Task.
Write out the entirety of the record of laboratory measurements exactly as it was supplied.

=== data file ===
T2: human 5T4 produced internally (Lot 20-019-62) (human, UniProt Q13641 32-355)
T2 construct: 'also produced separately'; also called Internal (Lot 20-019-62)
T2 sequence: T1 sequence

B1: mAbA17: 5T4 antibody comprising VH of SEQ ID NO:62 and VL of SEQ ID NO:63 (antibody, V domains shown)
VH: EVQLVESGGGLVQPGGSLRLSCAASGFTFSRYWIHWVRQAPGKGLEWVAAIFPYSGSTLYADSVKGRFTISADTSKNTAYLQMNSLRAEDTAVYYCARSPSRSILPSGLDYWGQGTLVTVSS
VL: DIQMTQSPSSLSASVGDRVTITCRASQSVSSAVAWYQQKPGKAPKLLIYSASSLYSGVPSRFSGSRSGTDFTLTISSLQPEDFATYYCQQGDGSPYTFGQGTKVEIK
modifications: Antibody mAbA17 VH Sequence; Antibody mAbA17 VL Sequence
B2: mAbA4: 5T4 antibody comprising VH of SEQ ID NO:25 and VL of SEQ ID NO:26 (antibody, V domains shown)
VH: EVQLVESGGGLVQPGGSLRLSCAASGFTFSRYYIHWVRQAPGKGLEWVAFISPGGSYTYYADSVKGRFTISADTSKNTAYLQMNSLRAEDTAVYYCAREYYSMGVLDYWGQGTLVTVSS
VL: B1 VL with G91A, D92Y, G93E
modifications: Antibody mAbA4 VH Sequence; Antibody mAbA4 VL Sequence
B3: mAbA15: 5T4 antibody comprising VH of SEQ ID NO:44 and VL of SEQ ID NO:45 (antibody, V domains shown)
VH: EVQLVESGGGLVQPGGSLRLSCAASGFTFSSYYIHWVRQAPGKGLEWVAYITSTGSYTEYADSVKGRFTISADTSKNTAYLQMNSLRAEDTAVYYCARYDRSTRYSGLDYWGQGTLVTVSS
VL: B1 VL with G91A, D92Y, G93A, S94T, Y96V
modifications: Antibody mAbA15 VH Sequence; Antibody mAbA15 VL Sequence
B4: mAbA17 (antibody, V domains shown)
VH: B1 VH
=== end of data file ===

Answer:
T2: human 5T4 produced internally (Lot 20-019-62) (human, UniProt Q13641 32-355)
T2 construct: 'also produced separately'; also called Internal (Lot 20-019-62)
T2 sequence: T1 sequence

B1: mAbA17: 5T4 antibody comprising VH of SEQ ID NO:62 and VL of SEQ ID NO:63 (antibody, V domains shown)
VH: EVQLVESGGGLVQPGGSLRLSCAASGFTFSRYWIHWVRQAPGKGLEWVAAIFPYSGSTLYADSVKGRFTISADTSKNTAYLQMNSLRAEDTAVYYCARSPSRSILPSGLDYWGQGTLVTVSS
VL: DIQMTQSPSSLSASVGDRVTITCRASQSVSSAVAWYQQKPGKAPKLLIYSASSLYSGVPSRFSGSRSGTDFTLTISSLQPEDFATYYCQQGDGSPYTFGQGTKVEIK
modifications: Antibody mAbA17 VH Sequence; Antibody mAbA17 VL Sequence
B2: mAbA4: 5T4 antibody comprising VH of SEQ ID NO:25 and VL of SEQ ID NO:26 (antibody, V domains shown)
VH: EVQLVESGGGLVQPGGSLRLSCAASGFTFSRYYIHWVRQAPGKGLEWVAFISPGGSYTYYADSVKGRFTISADTSKNTAYLQMNSLRAEDTAVYYCAREYYSMGVLDYWGQGTLVTVSS
VL: B1 VL with G91A, D92Y, G93E
modifications: Antibody mAbA4 VH Sequence; Antibody mAbA4 VL Sequence
B3: mAbA15: 5T4 antibody comprising VH of SEQ ID NO:44 and VL of SEQ ID NO:45 (antibody, V domains shown)
VH: EVQLVESGGGLVQPGGSLRLSCAASGFTFSSYYIHWVRQAPGKGLEWVAYITSTGSYTEYADSVKGRFTISADTSKNTAYLQMNSLRAEDTAVYYCARYDRSTRYSGLDYWGQGTLVTVSS
VL: B1 VL with G91A, D92Y, G93A, S94T, Y96V
modifications: Antibody mAbA15 VH Sequence; Antibody mAbA15 VL Sequence
B4: mAbA17 (antibody, V domains shown)
VH: B1 VH